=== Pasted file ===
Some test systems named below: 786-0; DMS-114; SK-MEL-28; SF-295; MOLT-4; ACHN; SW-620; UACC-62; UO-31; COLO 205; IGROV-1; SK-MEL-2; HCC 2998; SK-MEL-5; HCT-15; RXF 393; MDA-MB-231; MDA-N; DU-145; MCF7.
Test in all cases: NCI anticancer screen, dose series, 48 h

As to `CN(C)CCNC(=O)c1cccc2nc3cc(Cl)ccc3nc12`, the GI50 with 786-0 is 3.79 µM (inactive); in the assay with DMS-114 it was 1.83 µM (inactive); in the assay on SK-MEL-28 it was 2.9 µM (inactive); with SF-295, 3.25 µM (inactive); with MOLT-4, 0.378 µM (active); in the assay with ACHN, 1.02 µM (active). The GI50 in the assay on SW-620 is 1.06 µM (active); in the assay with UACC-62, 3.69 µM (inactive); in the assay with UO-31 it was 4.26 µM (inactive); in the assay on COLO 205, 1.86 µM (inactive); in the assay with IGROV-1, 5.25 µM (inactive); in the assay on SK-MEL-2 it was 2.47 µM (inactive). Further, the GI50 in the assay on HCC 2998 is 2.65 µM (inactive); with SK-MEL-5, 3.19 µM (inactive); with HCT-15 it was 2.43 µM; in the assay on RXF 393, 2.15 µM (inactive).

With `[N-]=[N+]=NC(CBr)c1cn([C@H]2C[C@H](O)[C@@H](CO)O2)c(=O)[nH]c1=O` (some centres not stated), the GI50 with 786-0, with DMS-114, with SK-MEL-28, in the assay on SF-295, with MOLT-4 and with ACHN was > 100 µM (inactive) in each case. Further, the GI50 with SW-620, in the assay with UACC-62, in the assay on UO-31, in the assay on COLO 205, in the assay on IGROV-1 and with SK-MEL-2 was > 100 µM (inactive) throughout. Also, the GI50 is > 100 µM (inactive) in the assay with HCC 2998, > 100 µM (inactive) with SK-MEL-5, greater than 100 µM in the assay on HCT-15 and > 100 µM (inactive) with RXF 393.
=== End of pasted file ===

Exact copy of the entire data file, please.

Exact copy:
Some test systems named below: 786-0; DMS-114; SK-MEL-28; SF-295; MOLT-4; ACHN; SW-620; UACC-62; UO-31; COLO 205; IGROV-1; SK-MEL-2; HCC 2998; SK-MEL-5; HCT-15; RXF 393; MDA-MB-231; MDA-N; DU-145; MCF7.
Test in all cases: NCI anticancer screen, dose series, 48 h

As to `CN(C)CCNC(=O)c1cccc2nc3cc(Cl)ccc3nc12`, the GI50 with 786-0 is 3.79 µM (inactive); in the assay with DMS-114 it was 1.83 µM (inactive); in the assay on SK-MEL-28 it was 2.9 µM (inactive); with SF-295, 3.25 µM (inactive); with MOLT-4, 0.378 µM (active); in the assay with ACHN, 1.02 µM (active). The GI50 in the assay on SW-620 is 1.06 µM (active); in the assay with UACC-62, 3.69 µM (inactive); in the assay with UO-31 it was 4.26 µM (inactive); in the assay on COLO 205, 1.86 µM (inactive); in the assay with IGROV-1, 5.25 µM (inactive); in the assay on SK-MEL-2 it was 2.47 µM (inactive). Further, the GI50 in the assay on HCC 2998 is 2.65 µM (inactive); with SK-MEL-5, 3.19 µM (inactive); with HCT-15 it was 2.43 µM; in the assay on RXF 393, 2.15 µM (inactive).

With `[N-]=[N+]=NC(CBr)c1cn([C@H]2C[C@H](O)[C@@H](CO)O2)c(=O)[nH]c1=O` (some centres not stated), the GI50 with 786-0, with DMS-114, with SK-MEL-28, in the assay on SF-295, with MOLT-4 and with ACHN was > 100 µM (inactive) in each case. Further, the GI50 with SW-620, in the assay with UACC-62, in the assay on UO-31, in the assay on COLO 205, in the assay on IGROV-1 and with SK-MEL-2 was > 100 µM (inactive) throughout. Also, the GI50 is > 100 µM (inactive) in the assay with HCC 2998, > 100 µM (inactive) with SK-MEL-5, greater than 100 µM in the assay on HCT-15 and > 100 µM (inactive) with RXF 393.